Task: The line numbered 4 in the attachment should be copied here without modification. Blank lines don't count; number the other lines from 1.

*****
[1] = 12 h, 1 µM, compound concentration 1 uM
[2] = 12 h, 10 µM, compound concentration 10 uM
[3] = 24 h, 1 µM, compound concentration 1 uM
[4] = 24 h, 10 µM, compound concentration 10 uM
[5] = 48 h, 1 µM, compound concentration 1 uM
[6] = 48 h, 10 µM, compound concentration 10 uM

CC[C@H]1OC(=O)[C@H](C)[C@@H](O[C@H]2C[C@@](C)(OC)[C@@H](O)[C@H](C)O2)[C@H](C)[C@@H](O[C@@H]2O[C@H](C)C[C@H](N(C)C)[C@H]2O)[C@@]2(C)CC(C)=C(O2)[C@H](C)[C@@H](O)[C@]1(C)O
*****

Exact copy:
[4] = 24 h, 10 µM, compound concentration 10 uM